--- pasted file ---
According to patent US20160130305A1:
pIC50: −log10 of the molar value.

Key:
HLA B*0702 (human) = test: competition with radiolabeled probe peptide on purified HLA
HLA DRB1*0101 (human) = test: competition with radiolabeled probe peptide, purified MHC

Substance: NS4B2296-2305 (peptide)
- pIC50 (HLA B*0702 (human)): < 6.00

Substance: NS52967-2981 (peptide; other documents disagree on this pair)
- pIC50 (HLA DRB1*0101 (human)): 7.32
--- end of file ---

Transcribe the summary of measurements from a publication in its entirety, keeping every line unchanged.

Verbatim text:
According to patent US20160130305A1:
pIC50: −log10 of the molar value.

Key:
HLA B*0702 (human) = test: competition with radiolabeled probe peptide on purified HLA
HLA DRB1*0101 (human) = test: competition with radiolabeled probe peptide, purified MHC

Substance: NS4B2296-2305 (peptide)
- pIC50 (HLA B*0702 (human)): < 6.00

Substance: NS52967-2981 (peptide; other documents disagree on this pair)
- pIC50 (HLA DRB1*0101 (human)): 7.32